Raucous Caucus

Idaho Democrats rally on Feb. 5


It's hard to turn the channel or open the paper without seeing a Democratic presidential candidate trying to rouse the voters to his or her campaign.

Even here in traditionally blood-red Republican Idaho, the Democrats are out in force, as the state party prepares for its role in Super Tuesday's primary blowout.

This particular Tuesday warrants the inflated title "Super Duper Tuesday," also dubbed "Tsunami Tuesday," because 24 states across the country are scheduled to hold their caucuses or primaries on one day, with 52 percent of Democratic delegates and 41 percent of Republican delegates being awarded.

In the past, Idaho's caucus took place at the end of February or beginning of March, but this year, it was moved up specifically to lure more Democrats to the event.

"We moved up our caucus so we could be part of the fun of Super Tuesday," said John Foster, executive director of the Idaho Democratic Party. "But be careful what you wish for."

Organizers of the Democratic caucus expect the event will break records for participation, a fact that is keeping party officials on their toes.

Foster said planning is going great, but admitted that "having this much attention has caused us to really step up our game."

Nationally, much of the concentration has been placed on the youth vote, a demographic that has traditionally failed to turn out during elections.

But youth-oriented MTV has once again launched a campaign to draw young voters to the polls, this time by letting the young voters tell their own stories.

Currently the network is involved in a project with the Knight Foundation called MTV's Choose or Lose Street Team '08, which employs citizen journalists to follow and report the events and happenings of the election.

Idaho's citizen journalist, University of Idaho graduate Brian Rich, has his own take on politics in Idaho.

"When you're in a state where you're the extreme political minority, there are a lot of disenfranchised feelings going around," Rich said. "I think that it's really important to just build momentum, and it's cliche, but to gain awareness to the issues that people care about.

"None of that can really be done without a candidate that really speaks to younger voters," he said. "John Kerry tried to appeal to the younger voters, and I don't think it made much more than a couple points difference in the election. No president has really been able to turn out the youth vote.

"The fact that in Iowa, the youth vote came out in droves, and in New Hampshire, too, is remarkable. I think that alone is going to help the youth turn out on Super Tuesday, and in Idaho in 2008."

Rich was awarded the opportunity to work with MTV after a long application process. His task is to follow and document the events until November, and shape it into material that will interest young voters.

"The theme or legacy of the Street Team is that it's going to have a lasting impact on the generation it's being exposed to right now," he said.

"[Not losing hope] is critical in our state," Rich said. "You can set it aside and be skeptical, but giving up entirely on the political process, for the disenfranchised minority in any state ... it's just important to stay involved and do the best you can."

Voter involvement will be key if the support of Idaho Democrats is to matter in the national race.

It's an especially big challenge considering that Idahoans have not sent a Democrat to the U.S. Senate since electing Frank Church for a last term in 1974, and it's been roughly 40 years since Idaho went Democrat blue in a presidential election.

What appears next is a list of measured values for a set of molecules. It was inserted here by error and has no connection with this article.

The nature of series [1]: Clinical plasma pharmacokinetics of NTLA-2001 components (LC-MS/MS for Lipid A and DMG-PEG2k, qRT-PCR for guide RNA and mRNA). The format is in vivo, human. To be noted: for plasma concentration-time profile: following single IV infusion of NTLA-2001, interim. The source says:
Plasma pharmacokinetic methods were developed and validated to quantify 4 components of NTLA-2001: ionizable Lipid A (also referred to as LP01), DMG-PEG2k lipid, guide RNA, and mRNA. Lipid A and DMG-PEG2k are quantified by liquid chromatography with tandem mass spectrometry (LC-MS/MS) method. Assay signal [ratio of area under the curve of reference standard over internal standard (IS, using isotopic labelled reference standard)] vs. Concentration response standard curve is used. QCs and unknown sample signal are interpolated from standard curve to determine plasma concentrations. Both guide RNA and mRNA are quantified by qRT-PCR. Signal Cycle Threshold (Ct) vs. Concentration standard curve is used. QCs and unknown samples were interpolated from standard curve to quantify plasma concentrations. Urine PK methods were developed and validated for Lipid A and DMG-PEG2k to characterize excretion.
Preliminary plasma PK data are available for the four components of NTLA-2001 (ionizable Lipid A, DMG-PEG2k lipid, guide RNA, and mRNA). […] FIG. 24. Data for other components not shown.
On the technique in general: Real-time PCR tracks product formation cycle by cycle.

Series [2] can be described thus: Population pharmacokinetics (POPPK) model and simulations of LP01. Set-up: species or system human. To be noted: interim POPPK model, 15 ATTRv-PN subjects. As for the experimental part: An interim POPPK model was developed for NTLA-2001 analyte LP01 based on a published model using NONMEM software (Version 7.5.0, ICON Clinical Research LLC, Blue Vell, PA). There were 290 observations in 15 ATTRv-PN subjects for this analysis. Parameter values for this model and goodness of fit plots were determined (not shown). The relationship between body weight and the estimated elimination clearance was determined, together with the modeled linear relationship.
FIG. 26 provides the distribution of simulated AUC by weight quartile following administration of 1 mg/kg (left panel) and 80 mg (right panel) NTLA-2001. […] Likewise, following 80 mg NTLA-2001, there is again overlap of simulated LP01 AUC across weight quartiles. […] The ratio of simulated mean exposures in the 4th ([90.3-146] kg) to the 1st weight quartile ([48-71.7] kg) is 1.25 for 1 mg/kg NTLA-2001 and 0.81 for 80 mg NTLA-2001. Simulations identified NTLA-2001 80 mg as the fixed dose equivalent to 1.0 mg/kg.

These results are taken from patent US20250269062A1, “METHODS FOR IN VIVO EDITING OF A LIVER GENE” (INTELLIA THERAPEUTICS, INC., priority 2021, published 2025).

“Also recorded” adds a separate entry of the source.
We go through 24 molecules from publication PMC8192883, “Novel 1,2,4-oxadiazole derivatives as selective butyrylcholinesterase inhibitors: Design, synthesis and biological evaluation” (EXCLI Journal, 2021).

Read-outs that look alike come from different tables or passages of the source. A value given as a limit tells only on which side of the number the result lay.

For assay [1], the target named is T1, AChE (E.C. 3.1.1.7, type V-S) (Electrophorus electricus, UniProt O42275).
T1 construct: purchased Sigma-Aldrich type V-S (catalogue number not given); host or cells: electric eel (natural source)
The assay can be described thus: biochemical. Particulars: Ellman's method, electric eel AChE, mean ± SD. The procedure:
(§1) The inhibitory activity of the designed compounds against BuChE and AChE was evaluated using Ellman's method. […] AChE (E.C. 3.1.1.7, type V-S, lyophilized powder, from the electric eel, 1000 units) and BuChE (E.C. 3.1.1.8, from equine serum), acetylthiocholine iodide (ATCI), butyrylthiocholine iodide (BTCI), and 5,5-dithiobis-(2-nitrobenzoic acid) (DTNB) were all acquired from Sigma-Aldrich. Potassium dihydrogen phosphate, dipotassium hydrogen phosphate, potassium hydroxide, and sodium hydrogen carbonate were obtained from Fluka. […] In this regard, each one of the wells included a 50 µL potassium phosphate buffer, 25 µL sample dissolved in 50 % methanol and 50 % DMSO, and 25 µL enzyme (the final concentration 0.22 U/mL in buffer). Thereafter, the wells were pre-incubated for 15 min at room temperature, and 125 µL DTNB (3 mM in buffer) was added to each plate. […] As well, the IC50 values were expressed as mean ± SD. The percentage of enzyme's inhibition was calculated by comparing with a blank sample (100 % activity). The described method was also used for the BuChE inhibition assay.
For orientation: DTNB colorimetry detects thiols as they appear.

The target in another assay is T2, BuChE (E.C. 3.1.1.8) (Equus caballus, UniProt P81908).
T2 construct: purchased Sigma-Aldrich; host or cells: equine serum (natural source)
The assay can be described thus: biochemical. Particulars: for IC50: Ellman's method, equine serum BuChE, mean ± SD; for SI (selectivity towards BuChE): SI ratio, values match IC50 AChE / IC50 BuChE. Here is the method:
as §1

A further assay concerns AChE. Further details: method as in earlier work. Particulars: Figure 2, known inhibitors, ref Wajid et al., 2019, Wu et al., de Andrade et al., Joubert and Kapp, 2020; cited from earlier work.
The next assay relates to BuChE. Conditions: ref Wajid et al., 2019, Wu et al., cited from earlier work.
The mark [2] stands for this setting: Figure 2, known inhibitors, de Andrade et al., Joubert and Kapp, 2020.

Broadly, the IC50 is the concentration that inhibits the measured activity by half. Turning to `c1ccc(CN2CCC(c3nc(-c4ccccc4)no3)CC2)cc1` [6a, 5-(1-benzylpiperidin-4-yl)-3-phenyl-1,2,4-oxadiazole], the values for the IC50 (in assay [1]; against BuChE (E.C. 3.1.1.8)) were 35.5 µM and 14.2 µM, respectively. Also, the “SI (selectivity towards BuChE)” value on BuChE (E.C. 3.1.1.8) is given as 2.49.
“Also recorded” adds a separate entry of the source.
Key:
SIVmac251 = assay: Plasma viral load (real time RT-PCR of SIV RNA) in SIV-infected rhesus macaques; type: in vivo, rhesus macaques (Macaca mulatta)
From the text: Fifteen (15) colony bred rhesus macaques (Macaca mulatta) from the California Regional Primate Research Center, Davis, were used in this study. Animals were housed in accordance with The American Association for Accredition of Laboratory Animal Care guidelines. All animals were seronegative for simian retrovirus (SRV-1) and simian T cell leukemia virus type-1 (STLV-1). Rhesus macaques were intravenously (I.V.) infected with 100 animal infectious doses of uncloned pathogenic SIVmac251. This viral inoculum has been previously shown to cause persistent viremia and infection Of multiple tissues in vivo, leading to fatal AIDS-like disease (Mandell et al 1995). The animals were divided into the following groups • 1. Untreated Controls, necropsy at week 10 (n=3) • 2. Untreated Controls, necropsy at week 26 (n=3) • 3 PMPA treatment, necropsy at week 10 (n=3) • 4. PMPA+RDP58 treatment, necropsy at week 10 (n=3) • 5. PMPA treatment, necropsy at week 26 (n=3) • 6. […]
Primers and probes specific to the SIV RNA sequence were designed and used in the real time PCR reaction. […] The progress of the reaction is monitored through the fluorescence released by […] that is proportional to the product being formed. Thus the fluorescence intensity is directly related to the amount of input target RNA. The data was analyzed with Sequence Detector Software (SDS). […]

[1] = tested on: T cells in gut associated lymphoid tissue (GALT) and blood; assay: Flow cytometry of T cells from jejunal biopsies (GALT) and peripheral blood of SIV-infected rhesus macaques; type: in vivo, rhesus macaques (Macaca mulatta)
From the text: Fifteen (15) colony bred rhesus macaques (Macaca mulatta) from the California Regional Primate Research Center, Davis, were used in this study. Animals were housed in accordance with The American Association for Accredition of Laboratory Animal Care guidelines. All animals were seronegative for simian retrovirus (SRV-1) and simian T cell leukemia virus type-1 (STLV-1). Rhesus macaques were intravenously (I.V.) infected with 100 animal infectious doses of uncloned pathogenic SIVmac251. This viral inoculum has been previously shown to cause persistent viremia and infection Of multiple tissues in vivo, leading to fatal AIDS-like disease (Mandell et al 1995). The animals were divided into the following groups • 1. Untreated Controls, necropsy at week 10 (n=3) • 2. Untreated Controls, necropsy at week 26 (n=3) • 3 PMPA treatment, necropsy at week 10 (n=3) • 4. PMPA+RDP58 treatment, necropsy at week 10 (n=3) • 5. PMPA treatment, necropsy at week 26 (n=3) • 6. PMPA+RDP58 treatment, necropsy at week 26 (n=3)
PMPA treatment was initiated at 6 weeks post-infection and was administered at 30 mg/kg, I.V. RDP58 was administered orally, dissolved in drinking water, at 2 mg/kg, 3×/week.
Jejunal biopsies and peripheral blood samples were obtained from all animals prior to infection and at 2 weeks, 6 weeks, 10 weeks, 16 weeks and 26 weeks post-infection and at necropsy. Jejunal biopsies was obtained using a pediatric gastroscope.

But even the candidates are starting to take notice.

Barack Obama's campaign opened its first Idaho office in the Boise last October. Now, four more offices across the state have opened. And more than spreading the message, the Obama office has been working to get out the vote by holding mock caucuses to prepare voters for the big day.

"We've been holding trainings for a few weeks, doing them every day, and we'll have more in different communities around the state," said Chani Wiggins, communications director for Idaho for Obama.

The last training session will be held on Thursday at the Boise headquarters, and Wiggins says there will be more mock caucuses at college campuses.

But will all this training give them an edge?

"I think our advantage is that we already have a wave of support and interest from all kinds of people who have never participated in the political process before here in the state of Idaho.

"We are really working to get the message out about the caucus and about why Obama is the one to win in November. We've had a real impact statewide."

Rep. Nicole LeFavour, D-Boise, has joined with the majority of state Democrats who have already endorsed Obama.

"If other Idahoans are anything like me, they maybe haven't been as excited about a candidate as they have about Barack Obama. I think that's going to make a difference. We're going to get more people participating on Feb. 5 than normal.

"I've had a lot of people ask me how caucuses work, and that's kind of cool. It does mean it is likely to set history because I think more people are going to be involved in the process," she said.

So, what can Democrats expect for Idaho's Super Tuesday caucus?

"We ask people to be patient," Foster said. "It is not a simple process, but they should go with the intention of having fun, and they should take cameras and take a lot of mental snapshots because they're going to be part of something that will become part of American history.

"People are going to want to say they were part of something that will turn out to be not only historic but groundbreaking for the country."

For more information about Idaho's Super Tuesday caucus, visit the Idaho State Democratic Party Web site at, or call 208-336-1815. For more information on MTV's Choose or Lose Street Team '08, e-mail Brian Rich at